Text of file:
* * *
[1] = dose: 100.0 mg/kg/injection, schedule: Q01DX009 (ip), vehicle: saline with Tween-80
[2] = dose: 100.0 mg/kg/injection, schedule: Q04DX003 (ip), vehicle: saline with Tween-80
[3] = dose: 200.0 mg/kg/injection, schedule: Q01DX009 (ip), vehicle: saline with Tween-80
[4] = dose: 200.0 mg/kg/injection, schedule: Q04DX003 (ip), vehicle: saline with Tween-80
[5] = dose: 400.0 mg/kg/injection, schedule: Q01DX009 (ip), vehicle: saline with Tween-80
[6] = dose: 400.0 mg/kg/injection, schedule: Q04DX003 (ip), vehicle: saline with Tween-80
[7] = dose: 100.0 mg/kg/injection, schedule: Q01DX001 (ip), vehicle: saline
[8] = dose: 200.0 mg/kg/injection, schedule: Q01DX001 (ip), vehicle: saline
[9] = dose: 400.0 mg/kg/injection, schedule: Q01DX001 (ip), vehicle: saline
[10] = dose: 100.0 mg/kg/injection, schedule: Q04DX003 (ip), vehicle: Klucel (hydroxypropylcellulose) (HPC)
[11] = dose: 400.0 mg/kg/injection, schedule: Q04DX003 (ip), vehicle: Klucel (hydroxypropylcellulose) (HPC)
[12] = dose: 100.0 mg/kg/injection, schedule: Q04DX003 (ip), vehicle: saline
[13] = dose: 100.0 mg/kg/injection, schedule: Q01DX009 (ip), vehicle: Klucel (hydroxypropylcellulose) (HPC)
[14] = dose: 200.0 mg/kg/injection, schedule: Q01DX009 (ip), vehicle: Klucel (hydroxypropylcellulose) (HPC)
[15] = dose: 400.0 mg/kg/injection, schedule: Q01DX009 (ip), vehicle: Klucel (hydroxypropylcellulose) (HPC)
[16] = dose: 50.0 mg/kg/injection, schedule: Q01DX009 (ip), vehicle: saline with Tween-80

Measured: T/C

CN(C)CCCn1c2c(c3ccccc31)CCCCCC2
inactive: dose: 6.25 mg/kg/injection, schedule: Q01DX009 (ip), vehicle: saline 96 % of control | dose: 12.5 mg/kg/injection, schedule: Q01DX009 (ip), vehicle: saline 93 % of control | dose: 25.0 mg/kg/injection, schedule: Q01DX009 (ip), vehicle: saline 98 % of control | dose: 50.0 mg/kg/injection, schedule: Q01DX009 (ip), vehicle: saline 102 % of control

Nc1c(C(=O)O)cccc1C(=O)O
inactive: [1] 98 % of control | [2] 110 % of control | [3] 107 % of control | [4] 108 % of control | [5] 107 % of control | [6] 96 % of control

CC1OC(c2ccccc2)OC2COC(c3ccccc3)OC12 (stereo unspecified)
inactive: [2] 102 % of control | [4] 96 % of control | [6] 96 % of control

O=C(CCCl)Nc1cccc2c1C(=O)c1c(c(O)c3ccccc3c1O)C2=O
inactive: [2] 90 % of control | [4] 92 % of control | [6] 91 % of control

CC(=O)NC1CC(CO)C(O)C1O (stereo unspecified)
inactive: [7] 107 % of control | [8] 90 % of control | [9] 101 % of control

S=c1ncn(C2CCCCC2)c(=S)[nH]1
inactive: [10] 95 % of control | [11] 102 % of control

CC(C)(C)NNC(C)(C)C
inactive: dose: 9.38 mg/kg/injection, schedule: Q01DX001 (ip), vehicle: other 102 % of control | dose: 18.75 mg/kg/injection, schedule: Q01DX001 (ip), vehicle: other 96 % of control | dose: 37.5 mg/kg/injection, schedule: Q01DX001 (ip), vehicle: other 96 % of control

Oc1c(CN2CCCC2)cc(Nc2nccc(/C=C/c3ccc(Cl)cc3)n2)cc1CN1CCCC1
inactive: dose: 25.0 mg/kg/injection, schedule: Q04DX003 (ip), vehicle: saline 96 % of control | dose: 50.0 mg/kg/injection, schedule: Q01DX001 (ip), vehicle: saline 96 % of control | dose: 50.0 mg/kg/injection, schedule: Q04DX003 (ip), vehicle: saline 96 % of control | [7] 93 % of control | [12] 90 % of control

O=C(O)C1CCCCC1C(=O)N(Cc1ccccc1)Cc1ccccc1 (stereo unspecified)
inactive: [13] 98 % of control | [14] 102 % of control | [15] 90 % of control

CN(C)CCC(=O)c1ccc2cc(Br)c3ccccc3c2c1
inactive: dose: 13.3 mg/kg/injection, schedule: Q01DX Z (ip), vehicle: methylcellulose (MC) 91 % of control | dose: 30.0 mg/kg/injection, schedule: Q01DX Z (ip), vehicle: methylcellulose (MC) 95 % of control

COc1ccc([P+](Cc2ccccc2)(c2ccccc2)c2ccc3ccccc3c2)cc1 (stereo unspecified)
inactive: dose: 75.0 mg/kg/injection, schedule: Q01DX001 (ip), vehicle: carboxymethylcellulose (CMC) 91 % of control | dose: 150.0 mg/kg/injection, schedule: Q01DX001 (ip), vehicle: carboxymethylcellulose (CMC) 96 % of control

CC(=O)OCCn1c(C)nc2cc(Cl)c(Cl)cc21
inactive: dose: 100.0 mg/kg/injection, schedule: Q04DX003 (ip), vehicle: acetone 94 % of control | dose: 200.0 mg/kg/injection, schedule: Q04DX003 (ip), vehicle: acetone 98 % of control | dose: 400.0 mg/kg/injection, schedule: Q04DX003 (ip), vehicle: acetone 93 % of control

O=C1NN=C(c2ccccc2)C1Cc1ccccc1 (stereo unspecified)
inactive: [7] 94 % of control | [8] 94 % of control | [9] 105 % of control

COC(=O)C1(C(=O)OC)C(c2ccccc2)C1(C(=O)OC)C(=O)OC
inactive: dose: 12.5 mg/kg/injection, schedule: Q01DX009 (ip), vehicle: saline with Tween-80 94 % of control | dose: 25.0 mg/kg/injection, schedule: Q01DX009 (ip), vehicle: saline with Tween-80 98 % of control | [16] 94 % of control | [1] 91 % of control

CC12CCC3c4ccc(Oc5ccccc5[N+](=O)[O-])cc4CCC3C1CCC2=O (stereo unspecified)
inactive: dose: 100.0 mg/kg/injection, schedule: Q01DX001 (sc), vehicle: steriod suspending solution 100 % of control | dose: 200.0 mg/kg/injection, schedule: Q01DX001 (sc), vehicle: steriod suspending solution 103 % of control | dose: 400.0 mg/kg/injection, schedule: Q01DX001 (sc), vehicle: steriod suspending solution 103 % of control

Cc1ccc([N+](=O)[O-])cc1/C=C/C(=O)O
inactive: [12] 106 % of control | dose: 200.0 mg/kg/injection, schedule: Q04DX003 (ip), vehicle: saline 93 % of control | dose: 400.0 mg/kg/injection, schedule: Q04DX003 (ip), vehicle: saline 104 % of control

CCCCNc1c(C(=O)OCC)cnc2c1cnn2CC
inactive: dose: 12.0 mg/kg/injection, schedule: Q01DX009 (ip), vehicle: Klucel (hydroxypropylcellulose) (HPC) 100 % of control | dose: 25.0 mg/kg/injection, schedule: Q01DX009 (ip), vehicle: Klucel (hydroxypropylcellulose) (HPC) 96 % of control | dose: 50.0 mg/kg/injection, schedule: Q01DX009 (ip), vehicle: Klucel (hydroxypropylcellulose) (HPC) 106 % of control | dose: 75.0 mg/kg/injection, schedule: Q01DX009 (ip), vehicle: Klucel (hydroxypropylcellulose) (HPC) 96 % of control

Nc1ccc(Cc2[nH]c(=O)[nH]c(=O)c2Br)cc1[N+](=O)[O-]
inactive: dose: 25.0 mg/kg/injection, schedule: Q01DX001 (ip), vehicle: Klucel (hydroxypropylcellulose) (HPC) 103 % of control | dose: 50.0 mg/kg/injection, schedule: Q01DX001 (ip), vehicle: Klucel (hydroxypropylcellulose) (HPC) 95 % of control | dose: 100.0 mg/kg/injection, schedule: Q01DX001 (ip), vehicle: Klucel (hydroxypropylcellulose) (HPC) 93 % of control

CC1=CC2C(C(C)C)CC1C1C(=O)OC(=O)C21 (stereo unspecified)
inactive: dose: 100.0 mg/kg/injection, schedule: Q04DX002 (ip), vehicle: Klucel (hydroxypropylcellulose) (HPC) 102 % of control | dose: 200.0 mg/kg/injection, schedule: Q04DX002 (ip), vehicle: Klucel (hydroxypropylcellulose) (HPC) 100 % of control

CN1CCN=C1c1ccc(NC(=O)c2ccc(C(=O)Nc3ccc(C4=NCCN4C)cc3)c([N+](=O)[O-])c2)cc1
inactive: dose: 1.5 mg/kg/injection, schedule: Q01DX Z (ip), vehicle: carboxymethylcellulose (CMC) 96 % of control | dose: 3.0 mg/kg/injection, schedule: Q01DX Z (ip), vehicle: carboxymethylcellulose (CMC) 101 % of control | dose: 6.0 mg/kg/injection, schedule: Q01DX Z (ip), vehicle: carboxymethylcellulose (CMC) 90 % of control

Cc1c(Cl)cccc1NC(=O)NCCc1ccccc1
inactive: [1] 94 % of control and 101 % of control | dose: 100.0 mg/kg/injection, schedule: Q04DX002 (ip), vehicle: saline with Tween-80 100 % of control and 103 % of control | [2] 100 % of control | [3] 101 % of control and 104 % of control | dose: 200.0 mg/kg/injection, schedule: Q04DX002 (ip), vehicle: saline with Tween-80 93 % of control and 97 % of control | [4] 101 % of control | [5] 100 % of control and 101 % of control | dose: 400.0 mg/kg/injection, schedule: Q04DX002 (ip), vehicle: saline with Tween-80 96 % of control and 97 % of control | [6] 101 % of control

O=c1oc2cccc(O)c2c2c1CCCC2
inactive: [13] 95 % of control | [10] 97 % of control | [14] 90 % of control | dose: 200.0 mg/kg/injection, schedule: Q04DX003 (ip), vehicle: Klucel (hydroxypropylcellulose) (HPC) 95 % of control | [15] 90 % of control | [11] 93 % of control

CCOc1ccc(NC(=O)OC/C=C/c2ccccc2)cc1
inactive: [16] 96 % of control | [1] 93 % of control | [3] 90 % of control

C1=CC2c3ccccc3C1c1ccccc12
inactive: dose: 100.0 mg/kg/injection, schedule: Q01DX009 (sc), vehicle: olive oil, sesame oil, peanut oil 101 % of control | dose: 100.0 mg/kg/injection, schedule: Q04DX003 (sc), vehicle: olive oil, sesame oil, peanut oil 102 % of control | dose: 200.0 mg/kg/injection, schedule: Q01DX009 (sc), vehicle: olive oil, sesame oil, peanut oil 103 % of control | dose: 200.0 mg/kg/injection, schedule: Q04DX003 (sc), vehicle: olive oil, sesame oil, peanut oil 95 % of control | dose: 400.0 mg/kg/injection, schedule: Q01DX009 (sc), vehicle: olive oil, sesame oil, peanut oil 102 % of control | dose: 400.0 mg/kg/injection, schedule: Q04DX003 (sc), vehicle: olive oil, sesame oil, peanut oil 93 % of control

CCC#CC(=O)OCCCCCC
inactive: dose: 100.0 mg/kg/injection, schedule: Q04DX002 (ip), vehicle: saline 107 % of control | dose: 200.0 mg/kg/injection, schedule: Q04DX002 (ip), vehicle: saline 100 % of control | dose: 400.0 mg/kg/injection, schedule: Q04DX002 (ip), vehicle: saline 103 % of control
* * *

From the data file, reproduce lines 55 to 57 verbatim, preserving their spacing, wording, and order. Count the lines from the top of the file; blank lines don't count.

inactive: dose: 100.0 mg/kg/injection, schedule: Q04DX002 (ip), vehicle: Klucel (hydroxypropylcellulose) (HPC) 102 % of control | dose: 200.0 mg/kg/injection, schedule: Q04DX002 (ip), vehicle: Klucel (hydroxypropylcellulose) (HPC) 100 % of control

CN1CCN=C1c1ccc(NC(=O)c2ccc(C(=O)Nc3ccc(C4=NCCN4C)cc3)c([N+](=O)[O-])c2)cc1
inactive: dose: 1.5 mg/kg/injection, schedule: Q01DX Z (ip), vehicle: carboxymethylcellulose (CMC) 96 % of control | dose: 3.0 mg/kg/injection, schedule: Q01DX Z (ip), vehicle: carboxymethylcellulose (CMC) 101 % of control | dose: 6.0 mg/kg/injection, schedule: Q01DX Z (ip), vehicle: carboxymethylcellulose (CMC) 90 % of control